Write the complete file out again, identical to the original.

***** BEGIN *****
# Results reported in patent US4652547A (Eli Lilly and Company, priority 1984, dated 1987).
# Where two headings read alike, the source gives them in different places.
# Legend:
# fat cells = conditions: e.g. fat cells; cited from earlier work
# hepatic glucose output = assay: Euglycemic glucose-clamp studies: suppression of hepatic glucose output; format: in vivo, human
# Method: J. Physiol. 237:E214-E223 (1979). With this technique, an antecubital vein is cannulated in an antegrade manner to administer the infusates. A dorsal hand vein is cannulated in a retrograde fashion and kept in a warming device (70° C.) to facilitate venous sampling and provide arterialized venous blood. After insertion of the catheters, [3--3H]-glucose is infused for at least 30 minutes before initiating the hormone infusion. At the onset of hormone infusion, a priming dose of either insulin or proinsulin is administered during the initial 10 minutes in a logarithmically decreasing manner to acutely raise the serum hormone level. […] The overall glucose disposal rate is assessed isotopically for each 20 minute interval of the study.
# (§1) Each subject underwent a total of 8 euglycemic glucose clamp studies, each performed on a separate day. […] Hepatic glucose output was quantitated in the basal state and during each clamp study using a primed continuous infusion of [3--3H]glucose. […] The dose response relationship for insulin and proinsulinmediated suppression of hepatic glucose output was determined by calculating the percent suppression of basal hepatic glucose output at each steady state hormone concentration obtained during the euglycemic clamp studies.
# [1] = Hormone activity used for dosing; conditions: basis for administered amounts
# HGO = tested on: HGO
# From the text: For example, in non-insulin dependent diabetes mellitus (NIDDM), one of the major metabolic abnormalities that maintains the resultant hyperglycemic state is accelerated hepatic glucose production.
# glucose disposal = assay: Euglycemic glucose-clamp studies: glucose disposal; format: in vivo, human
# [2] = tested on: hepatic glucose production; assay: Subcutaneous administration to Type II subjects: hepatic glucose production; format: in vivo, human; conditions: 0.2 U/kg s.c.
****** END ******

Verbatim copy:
# Results reported in patent US4652547A (Eli Lilly and Company, priority 1984, dated 1987).
# Where two headings read alike, the source gives them in different places.
# Legend:
# fat cells = conditions: e.g. fat cells; cited from earlier work
# hepatic glucose output = assay: Euglycemic glucose-clamp studies: suppression of hepatic glucose output; format: in vivo, human
# Method: J. Physiol. 237:E214-E223 (1979). With this technique, an antecubital vein is cannulated in an antegrade manner to administer the infusates. A dorsal hand vein is cannulated in a retrograde fashion and kept in a warming device (70° C.) to facilitate venous sampling and provide arterialized venous blood. After insertion of the catheters, [3--3H]-glucose is infused for at least 30 minutes before initiating the hormone infusion. At the onset of hormone infusion, a priming dose of either insulin or proinsulin is administered during the initial 10 minutes in a logarithmically decreasing manner to acutely raise the serum hormone level. […] The overall glucose disposal rate is assessed isotopically for each 20 minute interval of the study.
# (§1) Each subject underwent a total of 8 euglycemic glucose clamp studies, each performed on a separate day. […] Hepatic glucose output was quantitated in the basal state and during each clamp study using a primed continuous infusion of [3--3H]glucose. […] The dose response relationship for insulin and proinsulinmediated suppression of hepatic glucose output was determined by calculating the percent suppression of basal hepatic glucose output at each steady state hormone concentration obtained during the euglycemic clamp studies.
# [1] = Hormone activity used for dosing; conditions: basis for administered amounts
# HGO = tested on: HGO
# From the text: For example, in non-insulin dependent diabetes mellitus (NIDDM), one of the major metabolic abnormalities that maintains the resultant hyperglycemic state is accelerated hepatic glucose production.
# glucose disposal = assay: Euglycemic glucose-clamp studies: glucose disposal; format: in vivo, human
# [2] = tested on: hepatic glucose production; assay: Subcutaneous administration to Type II subjects: hepatic glucose production; format: in vivo, human; conditions: 0.2 U/kg s.c.